Aid Groups Scramble To Help As Israel-Hamas War Intensifies, Gaza Blockade Complicates Efforts

(AP) — Humanitarian groups are scrambling to assist civilians caught in the war between Israel and Hamas and determine what aid operations are still safe to continue — efforts that are being complicated by an intensified blockade of Gaza and ongoing fighting.

Two days after Hamas militants went on a rampage that took the world by surprise, Israel increased airstrikes on Gaza and blocked off food, fuel and other supplies from going into the territory, a move that raised concerns at the United Nations and among aid groups operating in the area home to 2.3 million people. Hamas, in turn, pledged to kill Israelis it abducted if the country’s military bombs civilian targets in Gaza without warning.

Hundreds of people have been killed and thousands wounded on both sides, and aid groups operating in the region say there are needs both in Gaza and Israel.

More than two tons of medical supplies from the Egyptian Red Crescent have been sent to Gaza and efforts are underway to organize food and other deliveries, according to an Egyptian military official, who spoke on condition of anonymity because he was not authorised to talk to the press. But the United Nations and other aid groups are pleading for more access to help Palestinians who find themselves in the middle of intense fighting.

The UN and other aid agencies were talking with Egypt to send humanitarian aid to the besieged Gaza through a crossing point between the strip and Egypt’s Sinai Peninsula, an Egyptian official and aid worker said Tuesday. Meanwhile, the World Health Organization said Tuesday medical supplies it has in seven hospitals in Gaza had already been used up and it was reprogramming funds to purchase more from local markets.

Doctors Without Borders, which is still operating in Gaza, has to rely on supplies it already has inside the territory because it can’t bring any more in, said Emmanuel Massart, a deputy desk coordinator with the organisation in Brussels.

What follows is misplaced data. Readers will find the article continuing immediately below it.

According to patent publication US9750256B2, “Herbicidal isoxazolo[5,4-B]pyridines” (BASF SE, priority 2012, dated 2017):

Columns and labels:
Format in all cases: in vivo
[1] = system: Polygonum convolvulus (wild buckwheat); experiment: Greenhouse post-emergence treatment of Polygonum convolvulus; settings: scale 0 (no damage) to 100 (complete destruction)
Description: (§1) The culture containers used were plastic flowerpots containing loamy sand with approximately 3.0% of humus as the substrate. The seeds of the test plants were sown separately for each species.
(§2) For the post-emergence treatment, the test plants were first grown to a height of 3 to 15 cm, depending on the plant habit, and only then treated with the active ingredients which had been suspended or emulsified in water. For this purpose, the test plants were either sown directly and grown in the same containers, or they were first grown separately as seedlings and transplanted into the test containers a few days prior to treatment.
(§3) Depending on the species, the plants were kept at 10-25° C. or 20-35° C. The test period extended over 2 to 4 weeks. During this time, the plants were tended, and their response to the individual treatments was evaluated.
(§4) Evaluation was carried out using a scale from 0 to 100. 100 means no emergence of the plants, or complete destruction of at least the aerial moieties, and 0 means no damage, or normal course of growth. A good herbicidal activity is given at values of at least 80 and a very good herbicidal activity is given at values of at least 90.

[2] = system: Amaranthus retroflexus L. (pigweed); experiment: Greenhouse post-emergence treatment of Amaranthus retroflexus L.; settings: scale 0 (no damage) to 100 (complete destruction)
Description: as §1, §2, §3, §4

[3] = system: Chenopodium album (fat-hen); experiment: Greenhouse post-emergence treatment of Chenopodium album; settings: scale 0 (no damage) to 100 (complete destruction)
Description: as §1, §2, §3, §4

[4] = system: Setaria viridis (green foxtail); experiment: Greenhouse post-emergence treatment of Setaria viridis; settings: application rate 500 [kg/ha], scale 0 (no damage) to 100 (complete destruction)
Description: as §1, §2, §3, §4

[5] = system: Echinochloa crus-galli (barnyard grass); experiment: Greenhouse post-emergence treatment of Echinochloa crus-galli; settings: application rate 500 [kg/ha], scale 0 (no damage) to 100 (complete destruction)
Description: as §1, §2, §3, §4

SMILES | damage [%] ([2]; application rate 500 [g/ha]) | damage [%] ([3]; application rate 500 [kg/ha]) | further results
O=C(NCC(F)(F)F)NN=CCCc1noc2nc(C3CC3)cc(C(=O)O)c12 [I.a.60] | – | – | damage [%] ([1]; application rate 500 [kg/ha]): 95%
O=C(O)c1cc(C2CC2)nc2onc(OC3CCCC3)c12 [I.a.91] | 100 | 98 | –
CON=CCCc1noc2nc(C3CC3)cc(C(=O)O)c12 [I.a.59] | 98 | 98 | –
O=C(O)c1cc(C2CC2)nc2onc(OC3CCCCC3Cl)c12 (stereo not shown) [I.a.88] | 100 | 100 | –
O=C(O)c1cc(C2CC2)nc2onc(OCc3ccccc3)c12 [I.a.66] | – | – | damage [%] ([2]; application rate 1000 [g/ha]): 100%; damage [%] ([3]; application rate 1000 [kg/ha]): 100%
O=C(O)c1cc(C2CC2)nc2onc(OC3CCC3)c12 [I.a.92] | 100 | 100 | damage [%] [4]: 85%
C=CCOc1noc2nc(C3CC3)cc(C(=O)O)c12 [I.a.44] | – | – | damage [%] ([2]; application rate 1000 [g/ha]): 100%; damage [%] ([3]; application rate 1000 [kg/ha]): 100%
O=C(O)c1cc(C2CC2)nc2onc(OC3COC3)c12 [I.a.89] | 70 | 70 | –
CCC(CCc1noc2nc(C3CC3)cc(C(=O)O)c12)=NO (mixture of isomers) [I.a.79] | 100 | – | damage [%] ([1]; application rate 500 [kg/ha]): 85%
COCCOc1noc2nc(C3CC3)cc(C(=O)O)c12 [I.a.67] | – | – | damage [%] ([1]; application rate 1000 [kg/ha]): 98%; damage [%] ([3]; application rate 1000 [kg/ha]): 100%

The group — which says it only runs programmes in Palestinian areas since Israel has strong emergency and health services — reported Monday that it provided treatments to more than 50 people following airstrikes at the Jabalia refugee camp located north of Gaza City. In addition to helping patients in Gaza, it said it was donating medical supplies to other clinics and hospitals, which have become overcrowded with patients and are experiencing shortages of drugs and fuel that can be used for generators.

If Doctors Without Borders is not able to resupply fairly quickly, Massart said, it will run out of supplies it can use to operate on patients who might be wounded. He also said since the facilities the organisation uses are running on generators due to the low supply of electricity, cutting off fuel will present a “huge problem.”

“If there is no fuel anymore, there is no medical facilities anymore because we cannot run our medical facility without the energy,” Massart said.

The war has also been deeply disruptive to work Mercy Corps has been doing to provide people in Gaza with necessities like food and water, said Arnaud Quemin, the Middle East regional director for the organisation. Right now, he said the team on the ground is trying to find a scenario that would enable them to get back to work. The blockade of food and other supplies into Gaza is a major worry.